John D. Hancock, best known for the cheapie 1971 cult classic Let’s Scare Jessica to Death, returns to his horror roots with Suspended Animation, the story of a Hollywood director who channels his kidnap trauma into his latest work. Tom Kempton (Alex McArthur) is separated from his friends during a snowmobile trip and is held hostage in a sleepy cottage by the creepy Boulette sisters, Vanessa and Ann (Laura Esterman and Sage Allen, respectively). At best, the film’s first 40 minutes bring to mind the kooky splendor of David Lynch’s “Twin Peaks” series, not least of which because the film is scored by Angelo Badalamenti. Esterman and Allen are obvious students of Kathy Bates’s psychotic Misery performance, and they’re a hoot to watch as they torture a hog-tied Tom with the pickled remains of their previous victims. Killer one-liners abound, but the film takes a noticeable turn for the worse once Tom’s friends come to the rescue. It’s then that the film’s campy allure is lost and a wearisome self-reflexivity takes over. Obsessed with the missing Vanessa (supposedly killed during a cheesy CGI snowstorm) and her long-lost actress-daughter, Tom incorporates the dead woman’s memory into his latest animation extravaganza. Hancock directed several memorable episodes of the ‘80s edition of “The Twilight Zone” and here he seems to confuse cliffhangers for plot twists. The film is entirely too rote during its last half to merit the 114-minute running time. While Tom tediously searches for the aesthetic truth in his art, Hancock litters the script with inconsequential plot details and dopey one-liners (“You must be relieved to have this all over with?”) that say less about his characters’ pathologies than they evoke “scenes from the next episode” of Suspended Animation. In short: Bad movie, great television.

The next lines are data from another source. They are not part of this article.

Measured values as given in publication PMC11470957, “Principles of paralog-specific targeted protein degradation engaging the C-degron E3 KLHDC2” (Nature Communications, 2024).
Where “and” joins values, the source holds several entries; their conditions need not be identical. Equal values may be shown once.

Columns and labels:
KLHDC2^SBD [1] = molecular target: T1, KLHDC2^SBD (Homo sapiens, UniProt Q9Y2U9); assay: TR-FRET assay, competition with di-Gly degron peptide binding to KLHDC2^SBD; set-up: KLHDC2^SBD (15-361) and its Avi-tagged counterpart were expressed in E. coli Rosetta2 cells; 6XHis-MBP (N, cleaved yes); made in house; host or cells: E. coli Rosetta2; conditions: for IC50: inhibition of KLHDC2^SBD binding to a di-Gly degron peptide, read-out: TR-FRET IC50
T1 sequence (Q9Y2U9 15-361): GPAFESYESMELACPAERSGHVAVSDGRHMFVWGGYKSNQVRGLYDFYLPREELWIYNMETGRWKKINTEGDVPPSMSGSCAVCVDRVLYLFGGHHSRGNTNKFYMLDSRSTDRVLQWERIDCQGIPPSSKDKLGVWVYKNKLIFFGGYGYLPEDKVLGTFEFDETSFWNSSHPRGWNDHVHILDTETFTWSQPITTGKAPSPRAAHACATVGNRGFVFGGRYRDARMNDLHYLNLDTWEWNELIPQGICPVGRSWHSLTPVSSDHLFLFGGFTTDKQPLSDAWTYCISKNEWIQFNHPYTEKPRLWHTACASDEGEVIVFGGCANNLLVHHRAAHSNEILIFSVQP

- First Run Features
- 114 min
- John D. Hancock
- Dorothy Tristan
- Alex McArthur, Laura Esterman, Sage Allen, Rebecca Harrell, Maria Cina, Fred Meyers, Daniel Riordan, Jeff Puckett, J.E. Freeman, Sean Patrick Murphy
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